2. What Stands Out? In describing a scene most readers are apt to be familiar with, such as an alpine vista, I’ll reach for the stand-out features: a particularly high peak, a very disfigured tree, an overwhelming smell, or a bird of prey sweeping down on the innocent travelers…
3. Where the Hell Are We? Back to the house: I’m not going to describe it in its entirety, including contents, all at once. I’ll let the reader see it as my character sees it, and there will be some places they never do see, like that very odd shed in the back yard….
Some Further Useful Questions to Ask As You Go Along
1. What’s the Pace? Do I need to slow things down a bit? Has my character come through a near-miss and is now appreciating the ordinary a lot more? Or are they fleeing from the Evil Bald Eagle of Doom? If so, I doubt they’ll be noticing that gorgeous little bunch of flowers they just trampled underfoot, unless they’ve landed on top of them and are thinking that this is the last th
ing they’ll ever see.
2. How Captivated is my Character? We’ve all seen things that arrest our attention. Could be a person, place or thing. If your character is suddenly paying rapt attention to the details, go ahead and slip in the description. If it’s important to the character, it’ll probably be important to the reader, too.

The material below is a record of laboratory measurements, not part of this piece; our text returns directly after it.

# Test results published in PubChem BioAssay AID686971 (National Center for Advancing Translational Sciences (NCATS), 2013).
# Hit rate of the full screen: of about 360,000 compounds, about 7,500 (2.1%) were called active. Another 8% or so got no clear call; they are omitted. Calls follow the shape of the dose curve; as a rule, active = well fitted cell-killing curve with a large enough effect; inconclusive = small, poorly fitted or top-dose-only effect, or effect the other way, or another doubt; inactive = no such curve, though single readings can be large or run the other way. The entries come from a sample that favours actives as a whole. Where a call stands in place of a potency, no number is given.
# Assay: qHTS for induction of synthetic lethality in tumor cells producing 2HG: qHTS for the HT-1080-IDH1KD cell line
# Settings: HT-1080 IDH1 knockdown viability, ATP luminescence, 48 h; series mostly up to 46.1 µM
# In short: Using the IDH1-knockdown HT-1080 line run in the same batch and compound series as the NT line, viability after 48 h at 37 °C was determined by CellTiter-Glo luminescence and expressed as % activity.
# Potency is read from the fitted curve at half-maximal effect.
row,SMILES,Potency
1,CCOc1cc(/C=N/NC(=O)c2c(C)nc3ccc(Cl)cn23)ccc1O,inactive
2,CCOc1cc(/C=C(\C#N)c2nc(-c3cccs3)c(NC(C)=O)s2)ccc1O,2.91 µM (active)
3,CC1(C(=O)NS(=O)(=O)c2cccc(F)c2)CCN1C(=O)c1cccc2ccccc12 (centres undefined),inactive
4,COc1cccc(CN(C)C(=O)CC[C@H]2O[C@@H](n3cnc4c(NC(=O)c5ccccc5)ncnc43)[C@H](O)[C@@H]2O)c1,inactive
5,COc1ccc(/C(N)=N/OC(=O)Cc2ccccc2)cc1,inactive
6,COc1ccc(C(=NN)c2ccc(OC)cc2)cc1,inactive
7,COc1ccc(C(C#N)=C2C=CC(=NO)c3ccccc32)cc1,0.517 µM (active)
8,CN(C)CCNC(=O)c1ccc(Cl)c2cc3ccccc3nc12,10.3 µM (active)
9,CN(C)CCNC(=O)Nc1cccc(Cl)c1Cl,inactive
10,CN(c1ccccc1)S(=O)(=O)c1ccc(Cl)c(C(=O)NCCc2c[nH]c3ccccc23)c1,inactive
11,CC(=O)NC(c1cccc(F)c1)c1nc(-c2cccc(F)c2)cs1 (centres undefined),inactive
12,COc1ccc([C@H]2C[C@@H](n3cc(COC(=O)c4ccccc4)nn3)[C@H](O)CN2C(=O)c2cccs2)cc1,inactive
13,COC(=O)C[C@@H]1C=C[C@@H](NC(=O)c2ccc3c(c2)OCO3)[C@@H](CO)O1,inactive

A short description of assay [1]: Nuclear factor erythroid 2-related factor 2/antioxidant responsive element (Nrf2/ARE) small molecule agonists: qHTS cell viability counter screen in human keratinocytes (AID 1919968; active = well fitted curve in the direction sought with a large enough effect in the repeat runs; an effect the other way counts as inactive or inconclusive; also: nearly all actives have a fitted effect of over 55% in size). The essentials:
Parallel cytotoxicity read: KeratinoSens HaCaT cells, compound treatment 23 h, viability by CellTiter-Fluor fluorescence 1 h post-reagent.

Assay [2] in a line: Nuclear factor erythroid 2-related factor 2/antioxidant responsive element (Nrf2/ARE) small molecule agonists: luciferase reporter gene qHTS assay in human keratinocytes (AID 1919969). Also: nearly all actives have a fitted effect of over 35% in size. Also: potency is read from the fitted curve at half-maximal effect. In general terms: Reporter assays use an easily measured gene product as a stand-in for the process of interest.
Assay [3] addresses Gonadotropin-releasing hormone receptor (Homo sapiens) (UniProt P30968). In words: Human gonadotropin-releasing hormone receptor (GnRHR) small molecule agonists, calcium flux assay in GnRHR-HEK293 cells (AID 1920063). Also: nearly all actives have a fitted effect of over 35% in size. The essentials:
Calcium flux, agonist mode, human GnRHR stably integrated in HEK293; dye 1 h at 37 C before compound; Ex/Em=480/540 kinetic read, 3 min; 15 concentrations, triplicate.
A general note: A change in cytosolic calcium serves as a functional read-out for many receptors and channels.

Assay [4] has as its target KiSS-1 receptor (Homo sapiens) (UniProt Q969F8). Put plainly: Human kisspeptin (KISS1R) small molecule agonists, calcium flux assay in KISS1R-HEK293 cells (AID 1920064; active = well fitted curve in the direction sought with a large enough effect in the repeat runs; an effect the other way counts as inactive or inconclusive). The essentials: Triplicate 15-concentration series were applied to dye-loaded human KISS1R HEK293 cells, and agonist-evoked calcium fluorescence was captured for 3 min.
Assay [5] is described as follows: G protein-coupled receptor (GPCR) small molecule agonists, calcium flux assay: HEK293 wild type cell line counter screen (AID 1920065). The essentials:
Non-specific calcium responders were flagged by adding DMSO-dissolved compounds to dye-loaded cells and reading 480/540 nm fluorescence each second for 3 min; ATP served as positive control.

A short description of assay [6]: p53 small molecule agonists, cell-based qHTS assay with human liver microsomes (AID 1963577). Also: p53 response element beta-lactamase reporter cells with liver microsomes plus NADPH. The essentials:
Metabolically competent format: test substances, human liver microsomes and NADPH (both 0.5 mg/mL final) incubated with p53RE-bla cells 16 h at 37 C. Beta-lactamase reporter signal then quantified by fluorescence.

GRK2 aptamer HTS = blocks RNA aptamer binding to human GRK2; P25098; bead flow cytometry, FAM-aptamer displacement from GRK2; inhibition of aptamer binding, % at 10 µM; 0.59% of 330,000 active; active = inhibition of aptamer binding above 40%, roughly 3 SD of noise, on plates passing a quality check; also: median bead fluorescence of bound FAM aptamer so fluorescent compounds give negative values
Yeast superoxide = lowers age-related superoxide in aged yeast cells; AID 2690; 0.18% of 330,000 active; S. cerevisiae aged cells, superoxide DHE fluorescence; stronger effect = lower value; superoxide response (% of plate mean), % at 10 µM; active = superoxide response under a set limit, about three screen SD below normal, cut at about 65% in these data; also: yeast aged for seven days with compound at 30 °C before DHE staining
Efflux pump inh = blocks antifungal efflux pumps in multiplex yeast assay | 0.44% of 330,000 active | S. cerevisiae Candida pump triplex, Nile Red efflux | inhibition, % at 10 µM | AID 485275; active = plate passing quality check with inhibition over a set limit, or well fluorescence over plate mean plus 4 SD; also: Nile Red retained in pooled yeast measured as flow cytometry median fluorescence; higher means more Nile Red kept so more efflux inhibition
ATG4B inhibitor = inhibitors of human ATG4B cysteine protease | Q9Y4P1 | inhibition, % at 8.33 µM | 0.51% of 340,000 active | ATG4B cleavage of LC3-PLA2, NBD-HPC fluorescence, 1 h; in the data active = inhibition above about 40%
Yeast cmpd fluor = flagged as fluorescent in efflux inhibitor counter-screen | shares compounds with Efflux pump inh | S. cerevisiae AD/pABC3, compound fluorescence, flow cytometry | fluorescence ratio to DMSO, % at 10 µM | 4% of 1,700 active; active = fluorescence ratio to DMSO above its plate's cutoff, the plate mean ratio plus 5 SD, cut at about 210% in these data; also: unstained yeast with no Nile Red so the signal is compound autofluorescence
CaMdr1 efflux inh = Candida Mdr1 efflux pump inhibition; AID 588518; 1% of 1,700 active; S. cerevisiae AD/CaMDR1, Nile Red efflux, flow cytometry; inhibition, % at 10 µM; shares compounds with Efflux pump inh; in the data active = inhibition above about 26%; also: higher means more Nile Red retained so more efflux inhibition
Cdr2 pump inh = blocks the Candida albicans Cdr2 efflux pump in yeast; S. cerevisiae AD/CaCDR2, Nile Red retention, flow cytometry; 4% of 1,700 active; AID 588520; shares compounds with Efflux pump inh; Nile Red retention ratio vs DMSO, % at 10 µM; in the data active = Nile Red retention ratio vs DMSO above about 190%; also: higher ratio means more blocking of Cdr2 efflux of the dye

3. Is This The Language This Character Would Use? My favorite. I can’t tell you the number of times I’ve had an epic description going that would have Professor Tolkien weeping into his hanky due to its sheer beauty and grace, and then I remember whose mouth I’m speaking from. Oh, dear. Billy Bob Jenkins isn’t likely to go from “Them’s sure purty” to Byronic poetry. Adrian would look at the Dali (let’s call it Persistence of Memory so you guys can look it up if you like) and think something like, “The richness of Dali’s color palate blended perfectly with the George II desk and the Ming vase standing with false modesty on the teak table by the window.” Chretien, however, would be more apt to see it this way: “Figured that fucker would go for drippy clocks and antique bullshit. And that vase looks like something he picked up in Chinatown for two bucks. If this is the best money can buy, all hail poverty.” Remembering whose voice you’re writing from helps keep you from getting lost in your own immortal prose.